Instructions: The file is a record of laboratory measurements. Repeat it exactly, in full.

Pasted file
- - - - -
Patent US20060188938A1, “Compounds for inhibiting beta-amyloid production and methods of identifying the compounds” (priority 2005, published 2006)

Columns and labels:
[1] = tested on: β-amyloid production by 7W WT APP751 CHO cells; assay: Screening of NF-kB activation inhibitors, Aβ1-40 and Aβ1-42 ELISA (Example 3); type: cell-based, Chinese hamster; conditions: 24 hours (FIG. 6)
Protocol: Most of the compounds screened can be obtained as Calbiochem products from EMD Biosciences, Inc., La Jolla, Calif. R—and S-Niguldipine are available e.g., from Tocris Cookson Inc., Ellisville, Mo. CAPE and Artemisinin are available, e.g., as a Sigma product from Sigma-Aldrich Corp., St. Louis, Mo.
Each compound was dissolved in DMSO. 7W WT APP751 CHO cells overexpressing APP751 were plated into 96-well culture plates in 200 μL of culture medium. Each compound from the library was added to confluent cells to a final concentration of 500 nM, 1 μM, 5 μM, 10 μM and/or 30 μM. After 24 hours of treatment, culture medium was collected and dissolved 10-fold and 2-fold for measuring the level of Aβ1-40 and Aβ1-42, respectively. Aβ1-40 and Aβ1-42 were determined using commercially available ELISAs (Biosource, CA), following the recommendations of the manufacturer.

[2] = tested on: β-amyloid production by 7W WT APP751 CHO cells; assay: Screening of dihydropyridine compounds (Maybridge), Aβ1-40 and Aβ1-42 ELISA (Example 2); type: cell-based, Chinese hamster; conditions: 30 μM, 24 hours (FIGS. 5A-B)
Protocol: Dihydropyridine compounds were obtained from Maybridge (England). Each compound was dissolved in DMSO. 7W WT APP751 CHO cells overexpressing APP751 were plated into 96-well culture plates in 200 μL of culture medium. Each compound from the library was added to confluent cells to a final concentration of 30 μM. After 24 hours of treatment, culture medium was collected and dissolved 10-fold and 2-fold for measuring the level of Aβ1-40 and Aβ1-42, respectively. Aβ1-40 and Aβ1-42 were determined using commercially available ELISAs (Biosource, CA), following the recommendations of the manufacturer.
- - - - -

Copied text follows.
Patent US20060188938A1, “Compounds for inhibiting beta-amyloid production and methods of identifying the compounds” (priority 2005, published 2006)

Columns and labels:
[1] = tested on: β-amyloid production by 7W WT APP751 CHO cells; assay: Screening of NF-kB activation inhibitors, Aβ1-40 and Aβ1-42 ELISA (Example 3); type: cell-based, Chinese hamster; conditions: 24 hours (FIG. 6)
Protocol: Most of the compounds screened can be obtained as Calbiochem products from EMD Biosciences, Inc., La Jolla, Calif. R—and S-Niguldipine are available e.g., from Tocris Cookson Inc., Ellisville, Mo. CAPE and Artemisinin are available, e.g., as a Sigma product from Sigma-Aldrich Corp., St. Louis, Mo.
Each compound was dissolved in DMSO. 7W WT APP751 CHO cells overexpressing APP751 were plated into 96-well culture plates in 200 μL of culture medium. Each compound from the library was added to confluent cells to a final concentration of 500 nM, 1 μM, 5 μM, 10 μM and/or 30 μM. After 24 hours of treatment, culture medium was collected and dissolved 10-fold and 2-fold for measuring the level of Aβ1-40 and Aβ1-42, respectively. Aβ1-40 and Aβ1-42 were determined using commercially available ELISAs (Biosource, CA), following the recommendations of the manufacturer.

[2] = tested on: β-amyloid production by 7W WT APP751 CHO cells; assay: Screening of dihydropyridine compounds (Maybridge), Aβ1-40 and Aβ1-42 ELISA (Example 2); type: cell-based, Chinese hamster; conditions: 30 μM, 24 hours (FIGS. 5A-B)
Protocol: Dihydropyridine compounds were obtained from Maybridge (England). Each compound was dissolved in DMSO. 7W WT APP751 CHO cells overexpressing APP751 were plated into 96-well culture plates in 200 μL of culture medium. Each compound from the library was added to confluent cells to a final concentration of 30 μM. After 24 hours of treatment, culture medium was collected and dissolved 10-fold and 2-fold for measuring the level of Aβ1-40 and Aβ1-42, respectively. Aβ1-40 and Aβ1-42 were determined using commercially available ELISAs (Biosource, CA), following the recommendations of the manufacturer.